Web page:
Cognitive Computing

How robotic is your process ?

To break out of the structured process world, RPA will need to address the full range of cognitive computing capabilities.

Ethical issues in AI and cognitive computing

Many innovations from the past needed the insight of entrepreneurs as well as technologists to change the world. That's also the case with machine learning and AI.

Data and our future: too much of a good thing? Not enough? How will we know?

In today's AI-exploded world, analysts and business people loudly call for more data, complaining that cognitive computing and other AI applications need more raw material to build better models and more accurate predictions.

Usability testing for effective interactivity

Connecting the seeker to the information she seeks is not a new problem. Interaction design has been a stumbling block since the age of the card catalog.

Coming soon to your newsfeed —Ethics and AI

People need to be sensitive to the many ways ethical judgments are being baked into the fabric of their AI projects.

Rebooting the information refinery

In the field of knowledge management, of course, the idea of turning data into information into knowledge has been a foundation concept for knowledge managers. But frankly, the ability to achieve this alchemy of data to knowledge has not been broadly demonstrated in practice. A next generation information refinery is required to make something meaningful and valuable out of the raw data flying around the firm and throughout the internet economy.

AI: The issue is execution

By demonstrating on Jeopardy! that a machine could understand and analyze many fields of human knowledge and answer questions faster and more accurately than the reigning human experts, Watson's victory created an instant global brand.

Cognitive Computing: Another look at cognitive tasks

To build a practical framework for understanding what kinds of capabilities will be the key success factors for the intelligence economy, we need first to look hard at what kinds of cognitive tasks or capabilities are going to come into play to enable the innovations we will need as we partner more closely with machines. Can we delegate cognitive processes to silicon colleagues? How will we make judgments about what we need to retain as human responsibilities versus what we can partially or fully automate?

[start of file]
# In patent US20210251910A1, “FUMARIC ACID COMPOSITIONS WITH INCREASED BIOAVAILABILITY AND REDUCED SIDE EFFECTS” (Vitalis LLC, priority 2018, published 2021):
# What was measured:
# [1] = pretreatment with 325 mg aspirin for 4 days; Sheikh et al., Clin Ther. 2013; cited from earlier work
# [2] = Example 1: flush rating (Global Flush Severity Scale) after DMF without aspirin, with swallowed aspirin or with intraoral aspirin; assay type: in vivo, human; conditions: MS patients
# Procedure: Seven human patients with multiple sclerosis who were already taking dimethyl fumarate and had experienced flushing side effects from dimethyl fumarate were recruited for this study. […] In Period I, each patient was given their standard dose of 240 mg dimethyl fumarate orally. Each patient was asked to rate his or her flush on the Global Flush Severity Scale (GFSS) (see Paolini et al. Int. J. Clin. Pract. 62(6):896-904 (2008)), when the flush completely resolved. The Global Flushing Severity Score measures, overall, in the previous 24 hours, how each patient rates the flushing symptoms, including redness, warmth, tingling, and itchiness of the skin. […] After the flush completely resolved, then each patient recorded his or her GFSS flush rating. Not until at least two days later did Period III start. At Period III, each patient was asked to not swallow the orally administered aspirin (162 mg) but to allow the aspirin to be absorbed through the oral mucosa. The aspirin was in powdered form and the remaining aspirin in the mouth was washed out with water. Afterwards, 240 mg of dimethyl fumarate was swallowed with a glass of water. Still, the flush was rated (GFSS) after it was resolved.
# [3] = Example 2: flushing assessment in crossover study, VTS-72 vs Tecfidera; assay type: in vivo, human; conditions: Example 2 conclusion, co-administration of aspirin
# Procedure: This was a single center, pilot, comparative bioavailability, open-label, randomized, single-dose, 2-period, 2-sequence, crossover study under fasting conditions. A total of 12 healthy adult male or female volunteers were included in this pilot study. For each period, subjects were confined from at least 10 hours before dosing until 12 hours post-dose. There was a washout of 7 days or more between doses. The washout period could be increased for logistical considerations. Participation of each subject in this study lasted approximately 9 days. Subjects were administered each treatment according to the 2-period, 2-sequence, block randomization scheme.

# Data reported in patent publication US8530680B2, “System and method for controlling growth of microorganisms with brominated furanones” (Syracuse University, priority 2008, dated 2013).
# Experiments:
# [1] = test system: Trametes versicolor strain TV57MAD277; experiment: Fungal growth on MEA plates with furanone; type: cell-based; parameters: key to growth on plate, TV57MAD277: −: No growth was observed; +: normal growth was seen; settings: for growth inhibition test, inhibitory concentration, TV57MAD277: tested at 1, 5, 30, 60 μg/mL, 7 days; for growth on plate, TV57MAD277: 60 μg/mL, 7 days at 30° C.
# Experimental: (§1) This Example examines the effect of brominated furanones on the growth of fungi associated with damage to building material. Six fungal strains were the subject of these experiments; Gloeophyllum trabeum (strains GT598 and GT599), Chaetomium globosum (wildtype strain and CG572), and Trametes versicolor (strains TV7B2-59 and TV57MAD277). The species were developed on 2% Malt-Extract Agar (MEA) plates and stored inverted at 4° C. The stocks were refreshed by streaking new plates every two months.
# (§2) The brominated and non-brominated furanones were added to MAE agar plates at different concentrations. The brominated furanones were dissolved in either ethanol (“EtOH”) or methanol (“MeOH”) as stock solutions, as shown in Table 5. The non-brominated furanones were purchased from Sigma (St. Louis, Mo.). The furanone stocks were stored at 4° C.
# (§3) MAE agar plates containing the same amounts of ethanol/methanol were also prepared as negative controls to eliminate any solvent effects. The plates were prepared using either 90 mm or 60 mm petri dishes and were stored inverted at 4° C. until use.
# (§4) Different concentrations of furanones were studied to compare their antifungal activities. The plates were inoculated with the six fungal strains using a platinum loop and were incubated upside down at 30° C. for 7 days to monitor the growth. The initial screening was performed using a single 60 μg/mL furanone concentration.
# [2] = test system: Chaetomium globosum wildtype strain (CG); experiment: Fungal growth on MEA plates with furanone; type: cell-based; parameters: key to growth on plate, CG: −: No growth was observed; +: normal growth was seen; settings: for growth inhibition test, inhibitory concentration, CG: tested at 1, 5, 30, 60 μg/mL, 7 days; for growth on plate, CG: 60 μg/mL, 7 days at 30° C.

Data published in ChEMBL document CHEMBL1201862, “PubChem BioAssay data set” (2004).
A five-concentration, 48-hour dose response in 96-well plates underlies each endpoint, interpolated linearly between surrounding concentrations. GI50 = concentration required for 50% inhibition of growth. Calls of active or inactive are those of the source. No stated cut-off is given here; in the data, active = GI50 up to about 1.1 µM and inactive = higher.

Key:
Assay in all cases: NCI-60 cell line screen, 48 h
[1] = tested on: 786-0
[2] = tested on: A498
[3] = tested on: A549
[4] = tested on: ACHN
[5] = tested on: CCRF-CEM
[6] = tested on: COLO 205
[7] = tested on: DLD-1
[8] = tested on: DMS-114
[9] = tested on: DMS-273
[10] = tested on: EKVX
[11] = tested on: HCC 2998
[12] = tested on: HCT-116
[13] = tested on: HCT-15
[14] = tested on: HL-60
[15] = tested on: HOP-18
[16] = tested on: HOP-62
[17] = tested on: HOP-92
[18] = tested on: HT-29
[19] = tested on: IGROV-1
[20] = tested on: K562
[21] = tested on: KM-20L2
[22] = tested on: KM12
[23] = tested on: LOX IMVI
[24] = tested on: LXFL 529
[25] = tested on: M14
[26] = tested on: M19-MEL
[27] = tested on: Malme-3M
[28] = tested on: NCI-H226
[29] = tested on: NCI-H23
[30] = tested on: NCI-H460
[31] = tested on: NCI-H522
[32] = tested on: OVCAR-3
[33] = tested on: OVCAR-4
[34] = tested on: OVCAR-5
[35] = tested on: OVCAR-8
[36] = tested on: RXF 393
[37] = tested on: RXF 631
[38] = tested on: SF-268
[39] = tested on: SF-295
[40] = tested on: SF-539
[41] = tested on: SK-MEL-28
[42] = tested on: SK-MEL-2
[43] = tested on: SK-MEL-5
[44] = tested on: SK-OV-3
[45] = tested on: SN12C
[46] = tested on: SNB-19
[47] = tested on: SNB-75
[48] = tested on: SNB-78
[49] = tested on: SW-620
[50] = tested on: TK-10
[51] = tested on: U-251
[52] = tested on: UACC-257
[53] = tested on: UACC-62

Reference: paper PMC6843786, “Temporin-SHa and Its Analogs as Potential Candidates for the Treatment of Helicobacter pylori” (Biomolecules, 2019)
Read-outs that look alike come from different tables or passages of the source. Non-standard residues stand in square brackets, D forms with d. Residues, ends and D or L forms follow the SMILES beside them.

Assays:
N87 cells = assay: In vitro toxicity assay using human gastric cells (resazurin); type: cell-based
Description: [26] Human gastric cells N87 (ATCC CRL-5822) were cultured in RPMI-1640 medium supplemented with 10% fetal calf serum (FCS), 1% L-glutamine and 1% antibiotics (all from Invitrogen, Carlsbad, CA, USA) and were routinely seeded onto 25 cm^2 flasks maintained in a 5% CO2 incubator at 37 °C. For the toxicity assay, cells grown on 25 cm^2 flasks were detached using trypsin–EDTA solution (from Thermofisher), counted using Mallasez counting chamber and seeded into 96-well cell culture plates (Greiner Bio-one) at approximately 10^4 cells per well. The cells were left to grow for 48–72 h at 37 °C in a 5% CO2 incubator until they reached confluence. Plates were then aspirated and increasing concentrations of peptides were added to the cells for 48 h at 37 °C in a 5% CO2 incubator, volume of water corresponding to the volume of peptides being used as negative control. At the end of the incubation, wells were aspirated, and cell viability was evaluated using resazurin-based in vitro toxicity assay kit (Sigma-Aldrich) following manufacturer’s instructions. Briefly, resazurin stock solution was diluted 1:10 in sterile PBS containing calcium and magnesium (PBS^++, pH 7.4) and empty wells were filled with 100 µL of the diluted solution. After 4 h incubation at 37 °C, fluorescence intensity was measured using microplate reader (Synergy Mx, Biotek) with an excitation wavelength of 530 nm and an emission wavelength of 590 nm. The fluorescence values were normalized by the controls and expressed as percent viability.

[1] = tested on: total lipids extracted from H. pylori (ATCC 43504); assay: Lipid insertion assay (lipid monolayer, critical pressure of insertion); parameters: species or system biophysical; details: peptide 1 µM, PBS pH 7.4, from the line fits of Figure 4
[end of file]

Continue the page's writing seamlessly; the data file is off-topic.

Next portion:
Cognitive Computing: Balancing the risks with the rewards from AI

The fact is that the effects of AI and cognitive computing will be even broader than current traditional computing systems. As we incorporate more and more data sources for better results, we also increase the likelihood of affecting more lives and more organizations.

Automating cognitive tasks: fact or fiction?

There is a long-standing debate in philosophical, psychological and educational circles about how to understand and measure intelligence. Is intelligence actually a singular thing that can be pointed to and measured, for example, by an IQ test? Or are there multiple kinds of intelligence whose existence and behaviors only come to light when individuals confront specific kinds of context in life?

My teammate the bot—really?

Mind the gap

The problems AI systems address are gnarly, multifaceted and require true innovation.

AI? Or cognitive computing?

Everyone is talking about AI. The past year has catapulted artificial intelligence into the public consciousness in dramatic fashion, utterly eclipsing the boomlet of inflated expectations that AI experienced in the 1980s.

Picked up from the podium

Two themes are top of mind at this stage of the new AI era: "Training data is the new ‘oil' for the AI economy," and "deep learning has left the labs and become mainstream.

What do we mean by a cognitive computing application?

But what is a cognitive computing application exactly? Would you know one if you saw one? And would you have a reasonably intelligent way to differentiate a cognitive application from the applications we are familiar with in this early cloud/big data period?

Framing the value for cognitive computing

We are articulating a framework designed to offer executives who are facing opportunities or challenges in the world of cognitive computing a systematic way to consider the key decision elements for a particular application goal.

Anticipate a bumpy ride

When we think about how to understand the emerging dynamics of the markets for cognitive computing and what it's going to look like as products begin to come to market, what better place to look for a model than to the field of autonomous vehicles?

Cognitive Computing: What can self-driving cars teach about cognitive computing?

When the world learned this spring of the untimely death of a Tesla driver in Florida who crashed his vehicle into a semi-trailer while relying on the company's autopilot feature, a shudder went through the driverless car community. It should have gone through the cognitive computing community as well.

Cognitive computing
Cognitive computing and AI: allies or adversaries?

It is clear that accepting "cognitive" and AI as synonyms is too simplistic an approach for today's rapidly moving field. We have a very long way to go in both science and execution before the flip to a machine-driven society takes place.

Cognitive computing
Beyond the hype: cognitive computing and your business, your job, your life

While most enterprise firms are caught in the last decade's developments, a new competition at the level of cognitive is beginning in earnest.